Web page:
The Bay Clinic opened a “one-stop shop” pharmacy in Keaau today, offering medication at highly discounted prices.
Bay Clinic patients can now meet with primary care physicians and fill prescriptions in one trip thanks to the organization’s first in-house pharmacy at the Keaau Family Health and Dental Center.
The pharmacy is operated under the 340B drug discount program, a federal program that requires drug manufacturers to offer medications at discounted prices through providers that serve vulnerable patient populations.
“It’s designed to make medicine affordable for underprivileged people,” explained Youlsau Bells, Bay Clinic chief operating officer.
The upshot of that program is that drugs will be far cheaper at the Bay Clinic pharmacy in Keaau than through other providers — up to 70 percent cheaper in some cases, said Bay Clinic CEO Harold Wallace.
While Bay Clinic patients have been and will still be able to fill prescriptions at Walgreens pharmacies at the same discount, the new Keaau pharmacy will save patients a drive to Hilo. However, only Bay Clinic patients — from any of the clinic’s eight sites around the island — can fill prescriptions at the new pharmacy.
Patients also will be able to order medications from the new pharmacy that can be delivered to other Bay Clinic locations on the island. Bells said deliveries should be completed within a day of ordering.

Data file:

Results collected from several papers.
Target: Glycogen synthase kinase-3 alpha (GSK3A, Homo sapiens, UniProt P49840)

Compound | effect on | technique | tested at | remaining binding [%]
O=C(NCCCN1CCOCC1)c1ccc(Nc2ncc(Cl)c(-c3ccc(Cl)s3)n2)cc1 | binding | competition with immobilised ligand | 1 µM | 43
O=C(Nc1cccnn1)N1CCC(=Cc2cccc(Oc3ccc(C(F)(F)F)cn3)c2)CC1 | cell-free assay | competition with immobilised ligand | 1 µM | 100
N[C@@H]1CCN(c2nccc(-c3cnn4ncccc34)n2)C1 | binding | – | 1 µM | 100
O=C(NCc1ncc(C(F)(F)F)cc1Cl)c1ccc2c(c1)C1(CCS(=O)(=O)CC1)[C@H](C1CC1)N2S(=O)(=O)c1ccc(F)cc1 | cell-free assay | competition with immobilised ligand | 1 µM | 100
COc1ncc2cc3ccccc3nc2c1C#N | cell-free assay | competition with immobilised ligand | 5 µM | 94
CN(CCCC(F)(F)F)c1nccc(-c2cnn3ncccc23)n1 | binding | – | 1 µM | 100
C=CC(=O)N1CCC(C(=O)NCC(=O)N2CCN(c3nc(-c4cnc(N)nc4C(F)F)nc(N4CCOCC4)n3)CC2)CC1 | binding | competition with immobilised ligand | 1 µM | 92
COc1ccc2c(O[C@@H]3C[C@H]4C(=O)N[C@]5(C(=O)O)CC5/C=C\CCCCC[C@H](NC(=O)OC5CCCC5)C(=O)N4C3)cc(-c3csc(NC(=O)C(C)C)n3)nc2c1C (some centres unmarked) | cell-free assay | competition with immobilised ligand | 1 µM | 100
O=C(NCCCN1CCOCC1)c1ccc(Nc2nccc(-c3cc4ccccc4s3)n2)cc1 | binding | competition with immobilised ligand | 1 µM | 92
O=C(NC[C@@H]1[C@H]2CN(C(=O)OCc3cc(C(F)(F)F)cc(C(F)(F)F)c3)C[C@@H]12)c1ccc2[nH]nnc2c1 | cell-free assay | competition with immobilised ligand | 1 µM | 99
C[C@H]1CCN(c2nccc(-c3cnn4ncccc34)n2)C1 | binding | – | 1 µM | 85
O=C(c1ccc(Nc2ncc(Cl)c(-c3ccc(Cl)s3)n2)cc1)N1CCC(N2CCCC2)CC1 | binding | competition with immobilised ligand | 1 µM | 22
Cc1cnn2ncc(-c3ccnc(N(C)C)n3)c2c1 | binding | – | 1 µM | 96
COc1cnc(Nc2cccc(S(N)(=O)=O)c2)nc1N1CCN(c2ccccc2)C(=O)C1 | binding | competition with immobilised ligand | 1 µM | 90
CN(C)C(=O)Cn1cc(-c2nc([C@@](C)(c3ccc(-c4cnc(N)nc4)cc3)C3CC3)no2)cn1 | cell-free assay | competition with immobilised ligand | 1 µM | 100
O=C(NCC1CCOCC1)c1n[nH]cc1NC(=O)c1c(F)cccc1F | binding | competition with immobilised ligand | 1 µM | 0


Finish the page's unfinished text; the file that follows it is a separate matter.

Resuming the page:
Wallace said opening the pharmacy is a good sign for the fortunes of Bay Clinic, which recently purchased the building that houses the Keaau Family Health and Dental Center.
“Within the tenure of our current administration, the clinic has bought new buildings — like the one in Keaau and (the Hilo Family Health Center) — established a mobile health unit and was designated a level 3 patient-centered medical home,” he said.
The clinic also increased its patient base from 18,314 in 2012 to 21,196, and boosted its annual operating revenue by $5 million. This is a significant improvement from when Wallace became CEO in 2012, when some of the clinic’s finances were in arrears, he said.
Wallace will step down as CEO on May 1, with Bells replacing him as interim CEO. After 12 years working among the Pacific Islands, Wallace said he wants to return to the mainland to be closer to family.
Bells said she thinks Bay Clinic is in “a good place” for the foreseeable future, and hopes to expand and diversify the clinic’s existing services.
Some of those expansions will include introducing new specialty care programs such as wound care and increasing the number of school-based services offered by the clinic.
“We’re both on the same wavelength,” Bells said, referring to herself and Wallace. “We’re going to keep growing the way we have been.”
Email Michael Brestovansky at email@example.com.